“I wouldn’t be as connected with people anymore, and I would know less about the people that I don’t talk to often.  I might even lose contact entirely with some people,” says Godshall when asked what her world would be like without Facebook.

     Whether someone believes Facebook is harming the relationships in our society, or making things easier, one thing is indisputable.  The Facebook Generation is one connected society.

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By Jan Dominik Kargulewicz, Editor-in-Chief

Photo by Dennis Verbo, Photography Editor

Photo by Dennis Verbo, Photography Editor

     On January 6, Dr. Karen A. Stout, the President of Montgomery County Community College, signed a charter with West Chester University administrators finalizing an agreement to facilitate transfers to West Chester.  The dual admissions agreement offers MCCC students the opportunity to transfer into West Chester as Juniors after having completed an Associates with at least a 2.0 Grade Point Average.  This is the first such agreement West Chester University has signed with any community college.

      The relationship between the schools pre-dates the agreement.  In 2004, the schools signed a program to program agreement for early childhood education majors. West Chester University, located approximately 35 miles from Philadelphia, is consistently ranked in the top three transfer institutions chosen by MCCC graduates.  In fact, approximately ten percent of WCU’s entire admitted transfer student population comes from MCCC.  Being that freshman admissions for the school are rated as selective (47% of students applying are admitted) the core-to-core dual admissions agreement offers a convenient way to enter the college in an otherwise competitive process.

      “We work hard to insure our students have opportunities for success—whether they come to us with a goal of transfer, or they come to us with a goal of getting an associate’s degree and going right into a career,” said Dr. Karen A. Stout.  West Chester University has been in the news recently as it has the distinct privilege of having Second Lady Jill Biden as an alumna.  Those students looking to transfer to West Chester University are advised to go to the Student Success Center and speak with an advisor.

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By Natalie Urban, Staff Writer

Photo by Dennis Verbo, Photography Editor

Photo by Dennis Verbo, Photography Editor

     On January 20, the Atrium of the Advanced Technology Center and South Hall room 216 were filled with students, faculty, administrators and community members. That day marked the Inauguration of the forty-forth President, Barack Obama. To commemorate the pivotal event, Chris Coia, the Director of the Office of Student Leadership and Involvement, hosted an Inauguration Celebration.  Only on such a day would almost 200 people be on campus before the start of the semester. The colors of red, white and blue decorated the inside of the ATC. People were invited to join in the morning hours for full coverage of the event. As the ceremony neared, more people gathered around the 11-foot plasma screen. Even MCCC’s youngest political enthusiasts, the preschool children from the Children’s Center, sat to see their first inauguration.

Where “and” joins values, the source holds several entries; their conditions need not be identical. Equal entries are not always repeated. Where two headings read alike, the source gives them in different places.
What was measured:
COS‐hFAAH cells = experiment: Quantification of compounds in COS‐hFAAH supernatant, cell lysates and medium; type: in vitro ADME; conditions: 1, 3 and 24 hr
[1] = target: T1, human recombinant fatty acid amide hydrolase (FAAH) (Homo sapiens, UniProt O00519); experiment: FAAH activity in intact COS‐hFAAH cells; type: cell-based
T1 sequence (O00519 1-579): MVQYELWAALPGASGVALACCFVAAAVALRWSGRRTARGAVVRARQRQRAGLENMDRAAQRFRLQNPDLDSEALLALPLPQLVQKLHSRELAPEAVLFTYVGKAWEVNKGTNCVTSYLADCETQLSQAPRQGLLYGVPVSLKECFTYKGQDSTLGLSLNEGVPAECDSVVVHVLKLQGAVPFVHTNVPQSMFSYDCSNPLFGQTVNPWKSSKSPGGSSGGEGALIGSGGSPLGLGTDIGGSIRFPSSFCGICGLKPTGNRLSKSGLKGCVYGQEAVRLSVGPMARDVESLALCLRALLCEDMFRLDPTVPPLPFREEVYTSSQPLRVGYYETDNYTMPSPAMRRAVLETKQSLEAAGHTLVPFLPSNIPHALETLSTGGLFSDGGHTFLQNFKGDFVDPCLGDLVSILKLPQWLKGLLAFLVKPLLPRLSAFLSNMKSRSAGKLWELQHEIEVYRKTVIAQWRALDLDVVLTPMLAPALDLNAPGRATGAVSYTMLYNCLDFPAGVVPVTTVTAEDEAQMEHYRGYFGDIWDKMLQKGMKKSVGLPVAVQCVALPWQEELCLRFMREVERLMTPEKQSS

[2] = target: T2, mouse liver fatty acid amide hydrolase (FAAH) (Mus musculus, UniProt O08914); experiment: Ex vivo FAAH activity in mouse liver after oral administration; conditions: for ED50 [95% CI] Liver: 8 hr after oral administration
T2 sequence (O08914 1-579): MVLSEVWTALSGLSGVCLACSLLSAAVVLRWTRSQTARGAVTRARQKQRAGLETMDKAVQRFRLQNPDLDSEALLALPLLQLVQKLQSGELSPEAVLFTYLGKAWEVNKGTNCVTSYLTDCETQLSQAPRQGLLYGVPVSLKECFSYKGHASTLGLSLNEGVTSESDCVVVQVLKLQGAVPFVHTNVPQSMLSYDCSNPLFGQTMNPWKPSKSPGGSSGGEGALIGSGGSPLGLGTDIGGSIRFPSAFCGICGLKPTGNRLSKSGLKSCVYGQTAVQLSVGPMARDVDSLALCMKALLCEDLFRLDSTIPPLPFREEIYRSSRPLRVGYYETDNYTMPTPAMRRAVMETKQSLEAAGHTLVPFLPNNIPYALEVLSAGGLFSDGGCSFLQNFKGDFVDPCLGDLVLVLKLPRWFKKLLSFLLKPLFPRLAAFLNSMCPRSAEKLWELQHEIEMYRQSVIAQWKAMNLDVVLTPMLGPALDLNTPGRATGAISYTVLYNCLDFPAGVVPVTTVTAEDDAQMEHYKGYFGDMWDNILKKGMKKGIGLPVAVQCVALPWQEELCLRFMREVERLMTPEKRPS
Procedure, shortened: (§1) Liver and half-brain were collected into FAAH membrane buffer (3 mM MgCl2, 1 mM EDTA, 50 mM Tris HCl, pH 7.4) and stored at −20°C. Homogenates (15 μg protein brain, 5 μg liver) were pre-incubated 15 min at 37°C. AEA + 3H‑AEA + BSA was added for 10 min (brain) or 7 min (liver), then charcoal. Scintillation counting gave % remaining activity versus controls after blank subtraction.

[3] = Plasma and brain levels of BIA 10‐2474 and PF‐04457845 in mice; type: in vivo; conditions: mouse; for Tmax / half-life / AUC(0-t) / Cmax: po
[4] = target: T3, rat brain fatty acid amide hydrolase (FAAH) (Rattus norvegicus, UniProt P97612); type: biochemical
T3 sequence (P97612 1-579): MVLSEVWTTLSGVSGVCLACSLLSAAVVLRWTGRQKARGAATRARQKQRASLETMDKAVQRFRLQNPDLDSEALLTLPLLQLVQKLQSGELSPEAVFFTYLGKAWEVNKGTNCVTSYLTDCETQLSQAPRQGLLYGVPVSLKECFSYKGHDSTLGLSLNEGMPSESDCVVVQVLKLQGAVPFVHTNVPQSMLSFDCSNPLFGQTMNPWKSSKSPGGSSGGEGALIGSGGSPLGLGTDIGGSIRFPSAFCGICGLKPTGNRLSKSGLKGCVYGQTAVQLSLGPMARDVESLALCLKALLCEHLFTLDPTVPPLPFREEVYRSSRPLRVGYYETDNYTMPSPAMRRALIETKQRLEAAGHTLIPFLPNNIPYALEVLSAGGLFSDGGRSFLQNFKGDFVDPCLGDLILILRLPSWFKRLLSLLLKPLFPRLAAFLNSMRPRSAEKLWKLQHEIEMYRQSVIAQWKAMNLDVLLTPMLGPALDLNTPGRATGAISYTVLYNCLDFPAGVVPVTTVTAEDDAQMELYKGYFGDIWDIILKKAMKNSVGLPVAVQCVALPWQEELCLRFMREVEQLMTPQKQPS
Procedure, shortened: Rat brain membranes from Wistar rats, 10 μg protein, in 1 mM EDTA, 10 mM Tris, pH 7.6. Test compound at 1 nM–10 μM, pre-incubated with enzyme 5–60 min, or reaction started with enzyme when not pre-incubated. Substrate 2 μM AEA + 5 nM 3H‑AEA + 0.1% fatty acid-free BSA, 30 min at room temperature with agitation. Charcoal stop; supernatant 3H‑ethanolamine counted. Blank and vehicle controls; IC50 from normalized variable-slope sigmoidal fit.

Applause breaks and cheers echoed through the ATC as the opening prayer and the performance of “The Star Spangled Banner” built momentum for the time that President Obama took his oath. It was apparent how truly moving this event was when some viewers shed tears as the ceremony progressed.

     One student, Brian Nichols, shared how he felt about the day. “I think what I took from the whole day was a sense of unity and a kinship with my fellow man (woman and child). It gave me a great idea of purpose for myself and the country as a whole. The strength of the nation is not in its government, but in the strength of its people and their conviction to their goals.” Brian went on to explain that he and some fellow students were on their way to a charity event for National Military Families Association, the First Lady’s favorite charitable cause.

     Many other students have taken the initiative to get involved with politics and charity. During the time of the presidential campaign, clubs such as the Young Republicans and Young Democrats flourished. Both had a common objective to support their respective parties and the community as a whole. Now that many find their spirits renewed, more can join in to build a better tomorrow.

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By Jan Dominik Kargulewicz, Editor-in-Chief


Daniel J. Reavy from Verizon presents a grant check to Nancy Mellon and Dr. Karen Stout.  Photo by Dennis Verbo, Photography Editor